“We’re not in a position to discuss details of private discussions. There is no agreement between Pfizer and Israel at this time. Should this change we will endeavor to advise,” the spokesman said in an emailed statement to The Times of Israel, delivered before Netanyahu’s second call with Bourla.

Pfizer announced Monday that initial data indicated the vaccine it is developing with BioNTech is 90 percent effective at preventing COVID-19, sparking optimism inoculations against the novel coronavirus could soon be available.

Pfizer’s announcement about the vaccine trial results, which put the company on track to apply later this month for emergency-use approval from the US Food and Drug Administration, was hailed at the time by Netanyahu, who vowed to bring the shot to Israel.

Israel has deals with two other pharmaceutical firms for vaccines, and is developing its own version as well, but had reportedly not been intensively engaged in talks with Pfizer before Monday’s announcement, putting it at a disadvantage.

One of those two firms, Moderna, said Wednesday that it would likely announce its own preliminary results later this month.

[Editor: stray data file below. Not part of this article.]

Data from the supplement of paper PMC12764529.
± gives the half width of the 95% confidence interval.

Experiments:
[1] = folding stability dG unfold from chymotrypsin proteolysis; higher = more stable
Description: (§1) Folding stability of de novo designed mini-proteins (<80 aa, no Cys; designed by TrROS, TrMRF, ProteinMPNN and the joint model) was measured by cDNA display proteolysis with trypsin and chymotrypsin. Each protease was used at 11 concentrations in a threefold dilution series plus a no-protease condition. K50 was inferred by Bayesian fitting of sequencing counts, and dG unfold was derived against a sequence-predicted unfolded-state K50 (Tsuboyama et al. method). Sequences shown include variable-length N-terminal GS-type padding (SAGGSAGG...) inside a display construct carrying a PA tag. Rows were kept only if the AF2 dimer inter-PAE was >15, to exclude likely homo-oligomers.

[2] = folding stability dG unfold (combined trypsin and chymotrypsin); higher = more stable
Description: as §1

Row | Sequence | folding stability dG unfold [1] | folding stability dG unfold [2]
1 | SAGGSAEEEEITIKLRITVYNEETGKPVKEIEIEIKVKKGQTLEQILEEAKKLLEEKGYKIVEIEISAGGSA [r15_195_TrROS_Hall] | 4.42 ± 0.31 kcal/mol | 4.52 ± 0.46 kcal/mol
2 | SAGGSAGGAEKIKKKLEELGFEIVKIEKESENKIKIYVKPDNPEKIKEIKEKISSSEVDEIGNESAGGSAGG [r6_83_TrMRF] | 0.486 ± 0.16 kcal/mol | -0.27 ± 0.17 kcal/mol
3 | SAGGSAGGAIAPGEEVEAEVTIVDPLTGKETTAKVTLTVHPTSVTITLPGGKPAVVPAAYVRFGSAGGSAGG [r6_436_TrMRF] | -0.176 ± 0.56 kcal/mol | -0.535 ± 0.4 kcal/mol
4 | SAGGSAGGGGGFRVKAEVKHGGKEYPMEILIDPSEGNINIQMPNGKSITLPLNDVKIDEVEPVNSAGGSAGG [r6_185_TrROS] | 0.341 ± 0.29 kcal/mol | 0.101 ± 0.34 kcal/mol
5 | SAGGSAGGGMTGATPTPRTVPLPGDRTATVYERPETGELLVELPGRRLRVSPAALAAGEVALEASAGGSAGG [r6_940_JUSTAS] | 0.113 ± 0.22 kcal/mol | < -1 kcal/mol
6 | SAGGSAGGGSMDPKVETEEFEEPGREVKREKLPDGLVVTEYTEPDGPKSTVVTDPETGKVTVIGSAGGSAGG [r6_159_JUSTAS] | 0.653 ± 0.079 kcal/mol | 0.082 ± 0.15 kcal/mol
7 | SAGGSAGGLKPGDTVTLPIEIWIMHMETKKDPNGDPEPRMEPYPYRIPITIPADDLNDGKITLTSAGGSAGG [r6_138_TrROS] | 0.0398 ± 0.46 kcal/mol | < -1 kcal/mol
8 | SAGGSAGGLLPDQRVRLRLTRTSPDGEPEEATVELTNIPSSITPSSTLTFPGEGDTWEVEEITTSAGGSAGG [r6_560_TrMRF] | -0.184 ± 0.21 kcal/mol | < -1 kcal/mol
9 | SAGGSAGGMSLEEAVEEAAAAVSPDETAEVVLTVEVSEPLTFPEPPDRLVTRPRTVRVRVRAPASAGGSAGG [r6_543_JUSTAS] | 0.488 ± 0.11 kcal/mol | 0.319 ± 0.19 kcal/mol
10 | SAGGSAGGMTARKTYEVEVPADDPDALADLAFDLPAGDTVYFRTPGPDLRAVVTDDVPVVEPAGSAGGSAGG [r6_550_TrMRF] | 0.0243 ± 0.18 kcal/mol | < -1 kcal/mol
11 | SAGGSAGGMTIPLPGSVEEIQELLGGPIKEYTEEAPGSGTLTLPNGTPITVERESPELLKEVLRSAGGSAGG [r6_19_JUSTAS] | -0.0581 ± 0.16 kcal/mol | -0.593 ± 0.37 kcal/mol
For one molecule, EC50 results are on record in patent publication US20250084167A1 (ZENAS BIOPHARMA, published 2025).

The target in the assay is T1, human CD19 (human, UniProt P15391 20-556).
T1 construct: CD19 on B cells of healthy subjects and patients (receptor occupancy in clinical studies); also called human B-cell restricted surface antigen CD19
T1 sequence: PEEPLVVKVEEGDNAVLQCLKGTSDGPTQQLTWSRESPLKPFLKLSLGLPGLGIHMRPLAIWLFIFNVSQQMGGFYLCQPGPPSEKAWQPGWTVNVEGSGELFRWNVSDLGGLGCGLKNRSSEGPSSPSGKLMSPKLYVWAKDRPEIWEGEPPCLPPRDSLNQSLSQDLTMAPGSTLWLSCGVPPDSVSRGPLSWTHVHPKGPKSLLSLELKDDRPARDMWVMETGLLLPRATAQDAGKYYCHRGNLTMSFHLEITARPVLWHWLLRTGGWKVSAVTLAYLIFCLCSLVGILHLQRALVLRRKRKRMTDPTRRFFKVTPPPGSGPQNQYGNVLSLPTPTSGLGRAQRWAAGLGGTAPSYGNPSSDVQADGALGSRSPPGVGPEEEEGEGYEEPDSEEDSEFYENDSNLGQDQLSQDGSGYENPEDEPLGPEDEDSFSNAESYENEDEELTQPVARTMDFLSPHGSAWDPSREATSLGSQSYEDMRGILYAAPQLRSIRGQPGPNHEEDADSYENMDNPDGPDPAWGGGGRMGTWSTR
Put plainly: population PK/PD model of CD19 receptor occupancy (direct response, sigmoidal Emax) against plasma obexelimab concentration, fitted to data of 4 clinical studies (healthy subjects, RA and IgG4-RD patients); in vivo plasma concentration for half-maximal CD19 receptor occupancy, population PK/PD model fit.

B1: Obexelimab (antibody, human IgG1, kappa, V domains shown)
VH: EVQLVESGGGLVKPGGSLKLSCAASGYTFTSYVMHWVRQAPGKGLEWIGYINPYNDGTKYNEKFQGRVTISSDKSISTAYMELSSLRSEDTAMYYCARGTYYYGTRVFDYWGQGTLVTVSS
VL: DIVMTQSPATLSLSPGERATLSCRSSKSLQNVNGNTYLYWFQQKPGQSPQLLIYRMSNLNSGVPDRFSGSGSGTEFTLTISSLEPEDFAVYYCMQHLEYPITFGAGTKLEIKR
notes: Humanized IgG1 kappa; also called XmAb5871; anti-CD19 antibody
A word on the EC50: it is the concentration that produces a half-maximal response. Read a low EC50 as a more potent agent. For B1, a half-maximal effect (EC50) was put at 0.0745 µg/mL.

A vial of Russia’s experimental Sputnik V coronavirus vaccine, in Moscow, Russia, September 15, 2020. (Alexander Zemlianichenko Jr/AP)

Israel has already paid a total of NIS 405 million ($120 million) to Moderna, which is in phase 3 of vaccine development, and Arcturus, which is at an early stage in testing, out of about NIS 1 billion ($295 million) set aside for purchasing vaccines, according to the Haaretz daily.

Besides the agreements with Moderna and Arcturus, Israel has also inked a deal with Italian biotech firm ReiThera to supply a vaccine if and when developed and is in talks with Russia to purchase a vaccine it is developing.

Israel’s Hadassah Medical Center last week said it had preordered 1.5 million units of the Russian vaccine, which is also in Phase 3 testing and which Moscow asserted this week has so far shown to be 92% effective.

Israel is also developing its own vaccine, albeit at a slower pace, with human trials beginning last week.